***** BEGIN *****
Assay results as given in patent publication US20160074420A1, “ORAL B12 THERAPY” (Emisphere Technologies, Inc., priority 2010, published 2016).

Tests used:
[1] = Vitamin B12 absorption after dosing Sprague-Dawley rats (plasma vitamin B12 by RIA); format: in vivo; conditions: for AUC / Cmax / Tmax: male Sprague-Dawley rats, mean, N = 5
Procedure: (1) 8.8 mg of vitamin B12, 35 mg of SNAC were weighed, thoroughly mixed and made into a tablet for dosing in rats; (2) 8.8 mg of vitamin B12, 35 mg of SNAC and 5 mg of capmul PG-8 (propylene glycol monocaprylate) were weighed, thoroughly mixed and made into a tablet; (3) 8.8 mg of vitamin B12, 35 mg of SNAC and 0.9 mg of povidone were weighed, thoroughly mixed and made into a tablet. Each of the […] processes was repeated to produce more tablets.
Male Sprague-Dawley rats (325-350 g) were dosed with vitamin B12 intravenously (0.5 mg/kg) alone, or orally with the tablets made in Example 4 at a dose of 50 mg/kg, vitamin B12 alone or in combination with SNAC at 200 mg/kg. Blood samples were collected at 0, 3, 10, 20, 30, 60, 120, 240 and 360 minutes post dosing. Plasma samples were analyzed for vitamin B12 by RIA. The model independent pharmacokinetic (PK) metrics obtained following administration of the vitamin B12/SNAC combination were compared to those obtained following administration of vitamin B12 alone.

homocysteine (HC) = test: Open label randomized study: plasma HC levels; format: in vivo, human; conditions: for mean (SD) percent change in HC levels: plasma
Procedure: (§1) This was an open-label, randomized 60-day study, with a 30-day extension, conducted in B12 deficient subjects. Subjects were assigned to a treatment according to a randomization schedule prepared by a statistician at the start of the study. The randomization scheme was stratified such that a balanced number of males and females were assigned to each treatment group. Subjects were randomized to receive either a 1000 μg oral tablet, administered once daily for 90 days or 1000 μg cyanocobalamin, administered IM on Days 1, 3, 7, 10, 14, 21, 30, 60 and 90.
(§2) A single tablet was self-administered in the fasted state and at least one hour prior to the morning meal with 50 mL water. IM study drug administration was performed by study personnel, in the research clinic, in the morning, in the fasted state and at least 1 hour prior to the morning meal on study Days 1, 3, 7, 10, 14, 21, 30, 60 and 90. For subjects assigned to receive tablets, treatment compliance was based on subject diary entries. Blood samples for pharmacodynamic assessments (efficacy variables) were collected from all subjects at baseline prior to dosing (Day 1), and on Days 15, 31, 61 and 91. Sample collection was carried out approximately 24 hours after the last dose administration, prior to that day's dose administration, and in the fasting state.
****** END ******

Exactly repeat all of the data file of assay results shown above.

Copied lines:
Assay results as given in patent publication US20160074420A1, “ORAL B12 THERAPY” (Emisphere Technologies, Inc., priority 2010, published 2016).

Tests used:
[1] = Vitamin B12 absorption after dosing Sprague-Dawley rats (plasma vitamin B12 by RIA); format: in vivo; conditions: for AUC / Cmax / Tmax: male Sprague-Dawley rats, mean, N = 5
Procedure: (1) 8.8 mg of vitamin B12, 35 mg of SNAC were weighed, thoroughly mixed and made into a tablet for dosing in rats; (2) 8.8 mg of vitamin B12, 35 mg of SNAC and 5 mg of capmul PG-8 (propylene glycol monocaprylate) were weighed, thoroughly mixed and made into a tablet; (3) 8.8 mg of vitamin B12, 35 mg of SNAC and 0.9 mg of povidone were weighed, thoroughly mixed and made into a tablet. Each of the […] processes was repeated to produce more tablets.
Male Sprague-Dawley rats (325-350 g) were dosed with vitamin B12 intravenously (0.5 mg/kg) alone, or orally with the tablets made in Example 4 at a dose of 50 mg/kg, vitamin B12 alone or in combination with SNAC at 200 mg/kg. Blood samples were collected at 0, 3, 10, 20, 30, 60, 120, 240 and 360 minutes post dosing. Plasma samples were analyzed for vitamin B12 by RIA. The model independent pharmacokinetic (PK) metrics obtained following administration of the vitamin B12/SNAC combination were compared to those obtained following administration of vitamin B12 alone.

homocysteine (HC) = test: Open label randomized study: plasma HC levels; format: in vivo, human; conditions: for mean (SD) percent change in HC levels: plasma
Procedure: (§1) This was an open-label, randomized 60-day study, with a 30-day extension, conducted in B12 deficient subjects. Subjects were assigned to a treatment according to a randomization schedule prepared by a statistician at the start of the study. The randomization scheme was stratified such that a balanced number of males and females were assigned to each treatment group. Subjects were randomized to receive either a 1000 μg oral tablet, administered once daily for 90 days or 1000 μg cyanocobalamin, administered IM on Days 1, 3, 7, 10, 14, 21, 30, 60 and 90.
(§2) A single tablet was self-administered in the fasted state and at least one hour prior to the morning meal with 50 mL water. IM study drug administration was performed by study personnel, in the research clinic, in the morning, in the fasted state and at least 1 hour prior to the morning meal on study Days 1, 3, 7, 10, 14, 21, 30, 60 and 90. For subjects assigned to receive tablets, treatment compliance was based on subject diary entries. Blood samples for pharmacodynamic assessments (efficacy variables) were collected from all subjects at baseline prior to dosing (Day 1), and on Days 15, 31, 61 and 91. Sample collection was carried out approximately 24 hours after the last dose administration, prior to that day's dose administration, and in the fasting state.